Catch up on stories from the past week (and beyond) at the Slashdot story archive


Forgot your password?

Comment Misleading headline (Score 5, Informative) 1167 1167

Hillview Police detective Charles McWhirter of says you can't fire your gun in the city.

He wasn't charged for shooting a drone, he was charged to discharging a gun within city limits. Reckless endangerment doesn't have anything to do with drones it means he was being a risk to public safety.

Comment Nice (Score 1, Insightful) 434 434

Dozens of the emails provided by Hillary Clinton have been retroactively classified as part of the review of her emails as they are screened for public release.

Nice. Retroactively classify information, then open a criminal inquiry over the release of classified information.

Absolutely no political motivation behind this witch hunt-- I mean investigation.

Comment Re:Crash Mitigation (Score 2) 549 549

A human will, for the forseeable future, be potentially far greater at this kind of improvisational disaster-avoidance than any computer when dealing with limited data in situations where no course of action is clearly favorable.

That is a completely bogus argument. Machines don't have to match humans in every ridiculous driving scenario. Self-driving cars only have to be +1 better than the average human driver to take over. Google's self-driving cars are better than 90% of drivers on the road and that's good enough.

The biggest obstacle to driverless cars isn't the technology, it's the arrogance of human beings with illusory superiority.

Comment Re:Finally the problem is clear (Score 1) 549 549

A human driver could easily make the decision to swerve up onto the sidewalk, or even to brake-check and nudge itself closer to the car in front, thus giving the car behind time to stop.

Baloney. The car was stopped at a red light. Thinking a human driver is going to pull some amazing shit to avoid getting rear ended is just retarded.

Machines are better drivers than humans. Get used to it.

Comment I used to see that all the time (Score 5, Interesting) 251 251

Before NMCI came along, I was tasked with taking over a mapping application for the Navy and discovered the app was sending admin credentials in clear text in the URL string. Instead being of grateful I found the obvious sloppy coding they accused me of trying to pad my billing with make work and blaming the previous programmer. When I explained their application was crap and a giant security hole they would say, "Well, it works for us."

So I totally understand how apps like that make it online.

Comment Re:Shocker... (Score 2) 278 278

A segment of the population has views that are different from the average of the entire population.

You don't get a "view" on conclusions that are supported by an overwhelming weight of facts and data. You are also not entitled to a "view" that comes from a coordinated and deliberate effort to mislead by news outlets with a political agenda.

It boils down to the simple reality that one side of the debate thinks they're entitled to their own facts.

Comment Re:Criminalization of homelessness (Score 1) 940 940

I walk by piles of homeless people's feces on my way from the parking garage I use in the mornings to the building I work in every morning (Downtown, Houston TX) and I wish they'd criminalize the homeless. This shit (literally) is getting out of hand. On the North side of downtown there's a small army of bums who wander the streets constantly looking for handouts and shitting/pissing in every flower bed, parking lot, and alley they can find. These aren't "poor unfortunate families facing hard times" either. They're fucking hobos who spend whatever you give them on alcohol and drugs. I know this because I watch them go into the little no-name liquor store that opened right across the street from the community center (translation: "handout factory") and watch the police bust them for drugs daily. I don't want to sound like a completely heartless asshole (I'm only mostly a heartless asshole) and I get that "poor unfortunate families facing hard times" exist, need help, and should be assisted in getting back on their feet but there are too many lazy SOB's just getting wasted and high using the few systems we have in place to help those the legitimately needy to subsidize their leeching lives.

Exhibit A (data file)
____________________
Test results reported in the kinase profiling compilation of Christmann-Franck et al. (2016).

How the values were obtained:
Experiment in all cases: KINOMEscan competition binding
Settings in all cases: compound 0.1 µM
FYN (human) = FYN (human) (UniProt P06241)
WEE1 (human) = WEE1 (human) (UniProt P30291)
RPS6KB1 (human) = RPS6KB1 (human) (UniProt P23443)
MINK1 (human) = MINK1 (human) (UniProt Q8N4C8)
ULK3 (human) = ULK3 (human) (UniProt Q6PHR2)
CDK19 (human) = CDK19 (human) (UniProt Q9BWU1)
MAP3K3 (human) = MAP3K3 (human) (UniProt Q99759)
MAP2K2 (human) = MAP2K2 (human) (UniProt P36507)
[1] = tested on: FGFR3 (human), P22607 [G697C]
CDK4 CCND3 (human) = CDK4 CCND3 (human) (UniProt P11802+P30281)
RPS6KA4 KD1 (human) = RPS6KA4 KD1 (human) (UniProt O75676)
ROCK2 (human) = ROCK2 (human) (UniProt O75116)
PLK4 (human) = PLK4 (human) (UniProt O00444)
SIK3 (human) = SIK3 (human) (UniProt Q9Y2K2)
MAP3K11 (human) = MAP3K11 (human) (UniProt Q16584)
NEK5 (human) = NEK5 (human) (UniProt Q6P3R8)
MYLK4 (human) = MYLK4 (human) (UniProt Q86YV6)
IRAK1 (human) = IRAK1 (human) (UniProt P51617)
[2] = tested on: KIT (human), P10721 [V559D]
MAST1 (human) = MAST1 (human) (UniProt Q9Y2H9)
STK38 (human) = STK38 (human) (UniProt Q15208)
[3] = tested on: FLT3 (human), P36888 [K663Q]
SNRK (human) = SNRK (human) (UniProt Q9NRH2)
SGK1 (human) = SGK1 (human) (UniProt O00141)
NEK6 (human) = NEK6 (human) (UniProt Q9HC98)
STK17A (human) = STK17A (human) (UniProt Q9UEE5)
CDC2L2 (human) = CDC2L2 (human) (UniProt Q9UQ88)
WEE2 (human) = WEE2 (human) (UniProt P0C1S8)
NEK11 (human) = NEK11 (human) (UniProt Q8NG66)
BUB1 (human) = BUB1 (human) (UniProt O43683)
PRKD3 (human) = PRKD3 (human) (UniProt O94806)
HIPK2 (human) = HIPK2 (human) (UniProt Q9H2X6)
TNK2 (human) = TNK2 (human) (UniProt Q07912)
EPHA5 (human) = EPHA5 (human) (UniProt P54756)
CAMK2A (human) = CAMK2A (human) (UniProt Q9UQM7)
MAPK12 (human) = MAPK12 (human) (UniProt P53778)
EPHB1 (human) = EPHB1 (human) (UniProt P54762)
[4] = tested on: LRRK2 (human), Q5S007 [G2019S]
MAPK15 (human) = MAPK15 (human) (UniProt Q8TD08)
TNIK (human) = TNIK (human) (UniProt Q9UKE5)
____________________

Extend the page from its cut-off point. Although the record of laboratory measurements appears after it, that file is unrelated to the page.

Comment Re:Maybe, maybe not (Score 1) 529 529

Now, there may actually be a very few people who do genuinely have the problem, but when you come to do the studies, you sample a large number of people. You do the statistics. You do not conclude that there is no link - studies like these cannot show that there is *no* link. You conclude - correctly - that there is no statistically significant link. But there still might (or might not) be a real problem for a very few people.

This is like people who claim they have ESP and magical abilities. If there were even ONE legitimate case, they could simply walk into a casino and repeatedly win multi-million dollar wins until every casino on the planet bans them.

All it takes is ONE "electrosensitive" who can consistently answer yes/no to whether an antenna is broadcasting. Much like ESP and other supernatural abilities, so far they do not exist.


Comment Re: Tell me... (Score 4, Insightful) 172 172

The 'purchaser' doesn't pay less, but the writer gets paid less because Amazon just wants to pay them less.

That's it right there. If the reader turns the pages and you end up getting more at the end of the book, then I can work with that. But that's not what's happening. If someone buys your book and doesn't read it, you get squat but Amazon still gets paid.

It's kind of a ripoff for authors.

The wages of sin are unreported.